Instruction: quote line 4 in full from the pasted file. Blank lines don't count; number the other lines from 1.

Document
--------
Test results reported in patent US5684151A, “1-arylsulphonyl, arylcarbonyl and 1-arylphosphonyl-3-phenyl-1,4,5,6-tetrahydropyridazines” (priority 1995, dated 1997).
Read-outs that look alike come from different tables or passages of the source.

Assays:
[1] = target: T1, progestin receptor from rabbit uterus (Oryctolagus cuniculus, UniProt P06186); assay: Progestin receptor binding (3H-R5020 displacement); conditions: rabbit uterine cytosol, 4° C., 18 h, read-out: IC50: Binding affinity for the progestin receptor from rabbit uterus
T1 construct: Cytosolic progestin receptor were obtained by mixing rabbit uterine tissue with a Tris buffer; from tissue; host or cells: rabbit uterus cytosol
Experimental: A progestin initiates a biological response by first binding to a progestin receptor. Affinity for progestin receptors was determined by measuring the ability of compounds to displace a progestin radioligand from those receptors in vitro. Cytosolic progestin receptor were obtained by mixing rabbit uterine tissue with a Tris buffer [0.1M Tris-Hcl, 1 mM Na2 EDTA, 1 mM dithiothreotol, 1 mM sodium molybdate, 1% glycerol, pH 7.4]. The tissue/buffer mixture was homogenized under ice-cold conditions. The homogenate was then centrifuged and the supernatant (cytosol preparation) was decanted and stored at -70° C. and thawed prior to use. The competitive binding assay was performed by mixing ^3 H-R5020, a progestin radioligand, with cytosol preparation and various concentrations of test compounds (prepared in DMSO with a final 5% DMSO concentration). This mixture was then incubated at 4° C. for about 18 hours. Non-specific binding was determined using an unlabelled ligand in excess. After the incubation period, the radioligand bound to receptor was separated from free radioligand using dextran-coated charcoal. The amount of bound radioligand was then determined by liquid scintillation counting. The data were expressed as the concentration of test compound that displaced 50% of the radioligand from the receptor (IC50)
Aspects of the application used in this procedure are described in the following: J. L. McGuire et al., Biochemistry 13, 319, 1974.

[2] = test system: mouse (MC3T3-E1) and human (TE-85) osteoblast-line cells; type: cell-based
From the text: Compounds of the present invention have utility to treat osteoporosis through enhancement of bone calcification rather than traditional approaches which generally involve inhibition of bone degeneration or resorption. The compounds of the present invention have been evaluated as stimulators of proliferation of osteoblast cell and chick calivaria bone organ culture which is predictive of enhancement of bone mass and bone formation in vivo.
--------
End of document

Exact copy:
[1] = target: T1, progestin receptor from rabbit uterus (Oryctolagus cuniculus, UniProt P06186); assay: Progestin receptor binding (3H-R5020 displacement); conditions: rabbit uterine cytosol, 4° C., 18 h, read-out: IC50: Binding affinity for the progestin receptor from rabbit uterus